TORONTO — Adam Ottavino could only put both hands on his head in disbelief as he helplessly watched the baseball stay just inside the first-base bag, then roll for what seemed like forever down the rightfield line.
He hadn't thrown a bad two-strike pitch to Vlad Guerrero Jr. with two on and one out in the seventh inning — far from it — and the resulting contact didn’t come close to approaching that of the 118-mph missile the rookie slugger had lined high off the leftfield wall for a fifth-inning single. In fact, all Guerrero came up with this time was a ground ball that actually started off foul before veering fair.
But the result of his inside-out swing on a high 0-and-2 fastball that he had to reach for was the only thing that mattered: a two-run triple that gave the Blue Jays a 5-4 victory over the Yankees in front of 33,903 at Rogers Centre.
“I think it was a good pitch,” Gary Sanchez said through his translator. “Defensive swing by him and he was able to put the ball in play and it stayed inside the line. It’s part of the game. Sometimes those things are going to happen where the ball is not hit solid but still finds a hole.”
Entering the game, Ottavino (5-4, 1.73) hadn't allowed a run in 28 games against AL East opponents this season, but he walked Bo Bichette with one out and allowed a single by Cavan Biggio. Guerrero's first career triple then drove in the other two rookies the Blue Jays (49-71) hope will make them contenders by 2021, and Toronto had a 5-4 lead.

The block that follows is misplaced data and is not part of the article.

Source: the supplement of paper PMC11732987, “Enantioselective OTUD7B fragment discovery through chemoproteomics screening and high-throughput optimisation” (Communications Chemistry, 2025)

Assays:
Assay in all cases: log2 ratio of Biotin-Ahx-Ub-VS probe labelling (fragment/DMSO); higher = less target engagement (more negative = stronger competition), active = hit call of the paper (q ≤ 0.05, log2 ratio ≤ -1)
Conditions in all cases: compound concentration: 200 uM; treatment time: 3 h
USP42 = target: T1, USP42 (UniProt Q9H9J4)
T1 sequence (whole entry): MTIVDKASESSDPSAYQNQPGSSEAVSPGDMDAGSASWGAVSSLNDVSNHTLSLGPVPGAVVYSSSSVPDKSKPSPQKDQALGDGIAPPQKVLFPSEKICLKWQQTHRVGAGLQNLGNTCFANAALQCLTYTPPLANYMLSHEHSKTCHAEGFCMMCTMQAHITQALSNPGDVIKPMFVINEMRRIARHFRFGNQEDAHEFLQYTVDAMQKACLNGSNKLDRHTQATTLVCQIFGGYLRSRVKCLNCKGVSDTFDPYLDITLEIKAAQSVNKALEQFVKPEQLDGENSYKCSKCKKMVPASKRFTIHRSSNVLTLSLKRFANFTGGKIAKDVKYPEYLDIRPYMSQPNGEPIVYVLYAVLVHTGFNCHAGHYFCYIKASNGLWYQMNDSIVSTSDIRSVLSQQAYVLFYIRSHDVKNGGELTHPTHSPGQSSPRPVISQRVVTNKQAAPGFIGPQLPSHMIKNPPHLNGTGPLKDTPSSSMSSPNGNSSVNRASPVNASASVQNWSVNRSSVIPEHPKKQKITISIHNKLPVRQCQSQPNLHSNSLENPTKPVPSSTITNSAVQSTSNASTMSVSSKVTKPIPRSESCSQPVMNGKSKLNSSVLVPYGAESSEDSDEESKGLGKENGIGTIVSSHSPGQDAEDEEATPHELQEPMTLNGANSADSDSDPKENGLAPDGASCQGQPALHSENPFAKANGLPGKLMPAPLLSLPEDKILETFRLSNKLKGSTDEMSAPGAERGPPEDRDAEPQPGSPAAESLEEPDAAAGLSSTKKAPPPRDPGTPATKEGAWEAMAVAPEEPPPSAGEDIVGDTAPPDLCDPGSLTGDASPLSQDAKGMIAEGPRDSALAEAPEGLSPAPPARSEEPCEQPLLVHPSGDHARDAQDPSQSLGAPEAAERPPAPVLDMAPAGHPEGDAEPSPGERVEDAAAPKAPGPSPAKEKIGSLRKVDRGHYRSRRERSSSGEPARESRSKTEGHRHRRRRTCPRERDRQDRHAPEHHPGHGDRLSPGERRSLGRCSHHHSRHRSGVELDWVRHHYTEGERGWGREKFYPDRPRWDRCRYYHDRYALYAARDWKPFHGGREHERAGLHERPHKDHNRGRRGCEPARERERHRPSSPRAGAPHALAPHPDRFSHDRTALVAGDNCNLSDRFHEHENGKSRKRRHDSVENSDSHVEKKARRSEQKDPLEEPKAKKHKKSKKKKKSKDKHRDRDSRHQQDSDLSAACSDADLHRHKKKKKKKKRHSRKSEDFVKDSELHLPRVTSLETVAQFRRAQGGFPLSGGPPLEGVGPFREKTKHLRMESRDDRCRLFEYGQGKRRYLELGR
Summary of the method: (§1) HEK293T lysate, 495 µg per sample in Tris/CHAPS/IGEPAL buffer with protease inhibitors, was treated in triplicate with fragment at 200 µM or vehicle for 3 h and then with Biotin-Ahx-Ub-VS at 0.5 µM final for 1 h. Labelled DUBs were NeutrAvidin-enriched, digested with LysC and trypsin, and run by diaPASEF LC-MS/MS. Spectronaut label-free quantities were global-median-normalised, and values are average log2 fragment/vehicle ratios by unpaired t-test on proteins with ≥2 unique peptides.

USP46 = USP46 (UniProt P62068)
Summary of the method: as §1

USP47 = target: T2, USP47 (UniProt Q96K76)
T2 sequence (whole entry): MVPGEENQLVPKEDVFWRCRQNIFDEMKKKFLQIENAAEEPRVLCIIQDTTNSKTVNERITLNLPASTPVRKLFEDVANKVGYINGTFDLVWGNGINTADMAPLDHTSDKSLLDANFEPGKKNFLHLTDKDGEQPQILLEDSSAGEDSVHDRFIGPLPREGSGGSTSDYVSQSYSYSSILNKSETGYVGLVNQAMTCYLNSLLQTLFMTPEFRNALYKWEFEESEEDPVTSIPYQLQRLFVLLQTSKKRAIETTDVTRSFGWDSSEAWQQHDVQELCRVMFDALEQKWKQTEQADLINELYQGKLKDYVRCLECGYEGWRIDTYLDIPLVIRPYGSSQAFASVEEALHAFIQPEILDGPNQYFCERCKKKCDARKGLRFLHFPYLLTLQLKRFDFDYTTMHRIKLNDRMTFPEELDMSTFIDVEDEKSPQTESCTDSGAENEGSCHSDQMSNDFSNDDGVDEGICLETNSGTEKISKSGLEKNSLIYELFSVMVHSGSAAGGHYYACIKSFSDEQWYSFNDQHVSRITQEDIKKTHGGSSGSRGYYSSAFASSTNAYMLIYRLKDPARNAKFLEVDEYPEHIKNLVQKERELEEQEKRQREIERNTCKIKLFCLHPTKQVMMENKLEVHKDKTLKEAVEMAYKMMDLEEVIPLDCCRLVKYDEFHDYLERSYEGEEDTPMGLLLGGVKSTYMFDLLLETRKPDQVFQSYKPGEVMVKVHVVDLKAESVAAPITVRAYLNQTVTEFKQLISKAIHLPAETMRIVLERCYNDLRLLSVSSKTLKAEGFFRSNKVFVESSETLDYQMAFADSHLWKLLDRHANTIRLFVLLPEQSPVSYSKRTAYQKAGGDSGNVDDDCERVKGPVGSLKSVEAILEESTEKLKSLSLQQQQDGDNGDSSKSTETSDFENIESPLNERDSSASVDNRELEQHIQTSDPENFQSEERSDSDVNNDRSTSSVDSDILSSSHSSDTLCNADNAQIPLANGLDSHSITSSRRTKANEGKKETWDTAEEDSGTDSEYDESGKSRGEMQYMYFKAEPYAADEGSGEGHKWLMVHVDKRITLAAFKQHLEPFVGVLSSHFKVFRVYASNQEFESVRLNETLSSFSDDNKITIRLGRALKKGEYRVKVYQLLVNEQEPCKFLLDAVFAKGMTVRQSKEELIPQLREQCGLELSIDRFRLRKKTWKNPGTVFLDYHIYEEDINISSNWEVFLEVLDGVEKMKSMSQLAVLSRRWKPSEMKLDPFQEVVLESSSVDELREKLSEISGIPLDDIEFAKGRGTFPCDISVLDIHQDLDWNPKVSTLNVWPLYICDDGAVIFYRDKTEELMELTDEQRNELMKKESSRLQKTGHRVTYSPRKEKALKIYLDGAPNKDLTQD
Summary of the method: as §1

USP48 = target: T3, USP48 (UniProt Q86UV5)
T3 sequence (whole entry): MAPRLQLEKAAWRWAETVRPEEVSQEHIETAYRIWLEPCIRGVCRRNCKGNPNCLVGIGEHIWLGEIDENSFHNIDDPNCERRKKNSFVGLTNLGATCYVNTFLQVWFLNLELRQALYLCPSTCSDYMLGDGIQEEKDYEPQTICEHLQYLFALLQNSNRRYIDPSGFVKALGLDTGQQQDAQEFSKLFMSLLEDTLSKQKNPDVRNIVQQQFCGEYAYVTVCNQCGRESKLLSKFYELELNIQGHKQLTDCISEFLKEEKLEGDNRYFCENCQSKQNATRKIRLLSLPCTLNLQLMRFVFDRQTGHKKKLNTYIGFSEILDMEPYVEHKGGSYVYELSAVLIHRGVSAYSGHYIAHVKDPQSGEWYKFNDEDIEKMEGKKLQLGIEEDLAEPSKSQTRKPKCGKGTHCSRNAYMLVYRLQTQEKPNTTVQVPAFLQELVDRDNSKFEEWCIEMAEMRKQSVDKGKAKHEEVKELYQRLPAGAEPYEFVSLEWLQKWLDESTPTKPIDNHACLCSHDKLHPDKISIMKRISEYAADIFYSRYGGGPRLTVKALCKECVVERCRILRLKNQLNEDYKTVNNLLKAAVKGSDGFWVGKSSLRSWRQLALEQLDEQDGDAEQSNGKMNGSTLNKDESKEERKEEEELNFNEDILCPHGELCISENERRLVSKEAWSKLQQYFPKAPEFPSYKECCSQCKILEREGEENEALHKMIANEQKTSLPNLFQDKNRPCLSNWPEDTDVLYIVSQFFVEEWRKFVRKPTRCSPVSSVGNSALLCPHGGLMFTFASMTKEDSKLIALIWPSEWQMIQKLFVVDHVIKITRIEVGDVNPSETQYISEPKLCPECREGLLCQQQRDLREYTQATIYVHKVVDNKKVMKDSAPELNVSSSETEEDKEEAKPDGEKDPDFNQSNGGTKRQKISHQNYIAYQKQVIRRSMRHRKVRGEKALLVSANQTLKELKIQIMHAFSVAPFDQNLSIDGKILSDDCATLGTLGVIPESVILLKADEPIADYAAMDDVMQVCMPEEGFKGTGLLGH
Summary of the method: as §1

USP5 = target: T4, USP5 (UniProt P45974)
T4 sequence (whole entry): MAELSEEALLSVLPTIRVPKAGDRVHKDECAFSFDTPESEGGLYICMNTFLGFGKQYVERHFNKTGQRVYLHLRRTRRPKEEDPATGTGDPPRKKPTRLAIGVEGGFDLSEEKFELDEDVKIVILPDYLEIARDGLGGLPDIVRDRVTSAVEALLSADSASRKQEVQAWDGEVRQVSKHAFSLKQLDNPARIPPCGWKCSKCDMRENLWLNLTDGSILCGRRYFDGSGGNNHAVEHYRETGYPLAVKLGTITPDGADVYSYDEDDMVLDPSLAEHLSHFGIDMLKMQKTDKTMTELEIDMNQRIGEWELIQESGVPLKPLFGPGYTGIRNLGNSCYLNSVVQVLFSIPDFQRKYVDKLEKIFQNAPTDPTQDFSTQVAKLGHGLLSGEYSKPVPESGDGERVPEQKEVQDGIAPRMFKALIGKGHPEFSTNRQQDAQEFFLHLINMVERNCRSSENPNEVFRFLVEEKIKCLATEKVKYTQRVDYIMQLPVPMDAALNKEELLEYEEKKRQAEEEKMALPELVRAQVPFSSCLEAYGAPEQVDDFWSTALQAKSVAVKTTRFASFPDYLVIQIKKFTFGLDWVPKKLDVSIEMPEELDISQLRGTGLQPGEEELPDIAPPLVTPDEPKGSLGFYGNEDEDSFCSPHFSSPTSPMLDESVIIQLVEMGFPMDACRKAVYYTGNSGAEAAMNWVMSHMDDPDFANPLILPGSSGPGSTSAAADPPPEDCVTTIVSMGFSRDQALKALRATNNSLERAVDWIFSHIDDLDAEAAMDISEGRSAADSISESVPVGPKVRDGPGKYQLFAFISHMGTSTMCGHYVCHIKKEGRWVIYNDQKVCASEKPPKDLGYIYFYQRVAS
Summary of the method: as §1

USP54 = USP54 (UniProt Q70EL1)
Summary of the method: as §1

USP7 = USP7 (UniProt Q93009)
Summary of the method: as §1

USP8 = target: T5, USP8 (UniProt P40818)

“The mistake was the walk, obviously,” Ottavino said. “It is what it is. No excuse. I have to get it done and I didn’t tonight.”
Speaking specifically of the Guerrero hit, Ottavino shrugged.
“It happened really quick,” he said. “By the time I looked up, I saw that the ball was in that area, I saw him [umpire Manny Gonzalez] call it fair. Was kind of in a little bit of disbelief.”
The Blue Jays' Teoscar Hernandez hit a three-run homer off Chance Adams in the fourth, giving him three homers and six RBIs in the series, but the Yankees (76-41) rallied to take a 4-3 lead on Gio Urshela's tying two-run homer in the sixth and DJ LeMahieu’s sacrifice fly in the seventh.
After Tommy Kahnle, who allowed one of Hernandez’s two homers Friday, struck out the side in a dominant 14-pitch sixth, Ottavino came on to protect the 4-3 lead in the seventh. It didn't happen.
“Just kind of a defensive [swing],” Aaron Boone said of Guerrero's hit. “It’s just one of those balls that finds a hole. Obviously, that was the difference in the game, but I thought overall he threw the ball fine.”
Derek Law, who struck out Cameron Maybin to end the eighth, walked Mike Tauchman with one out in the ninth, but LeMahieu grounded into a game-ending 6-4-3 double play.
The Yankees, who had won nine straight games before losing to Toronto on Friday night, fell to 11-1 when using an opener (Chad Green pitched the first inning). They struck out 14 but allowed eight walks, two of which came around to score.
The 1-0 lead Sanchez provided with his 25th home run in the fourth inning disappeared in the bottom half when Adams gave up a three-run shot by Hernandez, his 18th homer.
Aaron Judge led off the sixth with a single against Jake Waguespack and two outs later, Urshela hit a drive over the left-centerfield wall for his 17th homer, tying it at 3-3. It gave him six homers and 12 RBIs in his last five games and gave the Yankees nine straight games with multiple homers, tying the franchise record set in May 2009. They have 29 in that stretch.
In the seventh, Mike Ford drew a one-out walk against lefthander Tim Mayza and Tauchman lined a double to center, improving him to 23 for his last 56. In came righty Jason Adam, and LeMahieu lifted a sacrifice fly to deep right that gave him a team-best 80 RBIs.
Five Toronto pitchers limited the Yankees to five hits, matching the Blue Jays' total.
“Still able to push four [runs] across there when we didn’t get a ton of hits,” Boone said. “But credit to them. They mixed and matched and held us down enough today.”